‘The anklebone of a gypsy always shows’*

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London’s Fashion and Textile Museum has just opened an exhibition of the work of Thea Porter, a designer known mainly for her gypsy dresses and caftans, produced between the 1960s and early 80s.  I went expecting Persian carpet-inspired textiles. Porter was brought up in Syria and began her professional life selling rugs and other imports from Syria. 20150210_111133

While there was certainly a strong influence from traditional styles of Arabic dress, I was surprised to see a broader range of influences, including Renaissance velvet and brocades as well as some rather beautiful YSL-style monochrome black lace and gold (from 1977-79 Porter had a shop on the rue de Tournon in Paris’s 6e arrondissement).

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There is certainly more to this show than oriental or bohemian styles, though it does speak eloquently of the strong nostalgic sentiment in the early 70s. Looking back to the Victorian age or the early twentieth century, it may have been tempting to regard these times as a ‘golden age’ away from the reality of oil price shocks, inflation and other economic troubles. It seems a strange irony that today’s European designers, faced with economic challenges of their own (at least in Europe) are referencing styles from the 1970s, but perhaps that’s the fickle nature of fashion.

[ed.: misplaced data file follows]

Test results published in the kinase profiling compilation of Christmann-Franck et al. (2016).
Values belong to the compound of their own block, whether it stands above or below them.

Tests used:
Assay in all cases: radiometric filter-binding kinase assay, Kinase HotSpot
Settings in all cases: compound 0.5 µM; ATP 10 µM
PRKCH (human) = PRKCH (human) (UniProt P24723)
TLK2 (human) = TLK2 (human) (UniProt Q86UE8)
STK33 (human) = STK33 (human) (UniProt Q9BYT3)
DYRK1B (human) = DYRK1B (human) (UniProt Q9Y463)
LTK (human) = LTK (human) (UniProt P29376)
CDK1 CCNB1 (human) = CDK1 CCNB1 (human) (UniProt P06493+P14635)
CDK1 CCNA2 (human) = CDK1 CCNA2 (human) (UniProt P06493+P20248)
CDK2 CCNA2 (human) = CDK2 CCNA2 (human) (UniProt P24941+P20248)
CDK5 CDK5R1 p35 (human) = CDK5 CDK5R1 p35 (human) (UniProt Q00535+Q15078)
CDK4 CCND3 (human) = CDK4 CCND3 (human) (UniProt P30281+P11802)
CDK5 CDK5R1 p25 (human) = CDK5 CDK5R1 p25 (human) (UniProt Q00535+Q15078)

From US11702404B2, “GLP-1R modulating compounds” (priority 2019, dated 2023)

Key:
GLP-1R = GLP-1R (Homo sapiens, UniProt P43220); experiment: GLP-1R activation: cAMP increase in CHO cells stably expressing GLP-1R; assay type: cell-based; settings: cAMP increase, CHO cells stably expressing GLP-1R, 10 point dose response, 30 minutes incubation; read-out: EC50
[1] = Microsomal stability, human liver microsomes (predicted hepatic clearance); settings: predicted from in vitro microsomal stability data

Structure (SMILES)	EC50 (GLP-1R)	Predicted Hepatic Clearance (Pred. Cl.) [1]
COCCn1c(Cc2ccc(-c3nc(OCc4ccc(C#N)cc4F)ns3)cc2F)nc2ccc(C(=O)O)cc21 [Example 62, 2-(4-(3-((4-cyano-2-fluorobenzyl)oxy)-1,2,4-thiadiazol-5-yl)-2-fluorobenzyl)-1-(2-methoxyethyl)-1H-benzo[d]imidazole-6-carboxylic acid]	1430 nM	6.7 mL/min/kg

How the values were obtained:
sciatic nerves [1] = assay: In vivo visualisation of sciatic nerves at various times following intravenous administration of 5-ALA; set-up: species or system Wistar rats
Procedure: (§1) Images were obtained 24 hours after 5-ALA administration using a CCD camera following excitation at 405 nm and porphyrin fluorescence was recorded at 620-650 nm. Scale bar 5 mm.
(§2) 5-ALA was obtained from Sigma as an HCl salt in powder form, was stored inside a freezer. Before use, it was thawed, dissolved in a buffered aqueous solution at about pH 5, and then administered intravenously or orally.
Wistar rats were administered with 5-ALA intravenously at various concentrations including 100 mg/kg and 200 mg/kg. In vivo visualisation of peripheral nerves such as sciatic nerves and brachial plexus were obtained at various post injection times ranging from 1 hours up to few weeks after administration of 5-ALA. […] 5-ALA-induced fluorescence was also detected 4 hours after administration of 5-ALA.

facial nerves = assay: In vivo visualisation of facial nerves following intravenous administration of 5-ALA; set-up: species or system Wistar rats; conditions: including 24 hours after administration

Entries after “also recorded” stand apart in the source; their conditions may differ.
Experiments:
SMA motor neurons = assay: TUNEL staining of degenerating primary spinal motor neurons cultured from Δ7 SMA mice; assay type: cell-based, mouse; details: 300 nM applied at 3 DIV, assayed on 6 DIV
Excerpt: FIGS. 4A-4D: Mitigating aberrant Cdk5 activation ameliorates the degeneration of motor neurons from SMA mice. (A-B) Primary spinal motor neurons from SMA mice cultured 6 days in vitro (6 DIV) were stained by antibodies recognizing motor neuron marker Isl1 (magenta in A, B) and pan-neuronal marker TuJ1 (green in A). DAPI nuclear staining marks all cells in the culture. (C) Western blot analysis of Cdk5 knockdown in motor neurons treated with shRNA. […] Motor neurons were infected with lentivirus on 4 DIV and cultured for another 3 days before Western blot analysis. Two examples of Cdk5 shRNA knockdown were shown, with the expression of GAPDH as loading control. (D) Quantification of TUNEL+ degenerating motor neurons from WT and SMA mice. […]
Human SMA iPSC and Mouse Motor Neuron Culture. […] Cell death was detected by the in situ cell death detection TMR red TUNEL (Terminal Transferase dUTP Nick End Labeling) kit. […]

The other thing that struck me, walking around this rather fascinating show, was that these garments are so distinctive and often so literal in expressing their source of influence that styling them effectively would require contrast with something entirely different – a military jacket, track pants etc, etc. Without the contrast item, the look risks becoming like theatre costume.

This may be a relatively modern perspective though. Many of the original pictures of the looks taken in the 60s and 70s show them were worn without styling, like costume. They would not be presented or worn in such a literal way today. What changed in the interim? As the patchouli-infused hippy gave way to the subverted and shredded punk and that in turn gave way to the New Romantic, perhaps we learnt how to respectfully disrespect codes of style.

*Diana Vreeland,  internal memo to Vogue staff, January 13, 1969 (from “Memos: the Vogue Years” ed. Alexander Vreeland)

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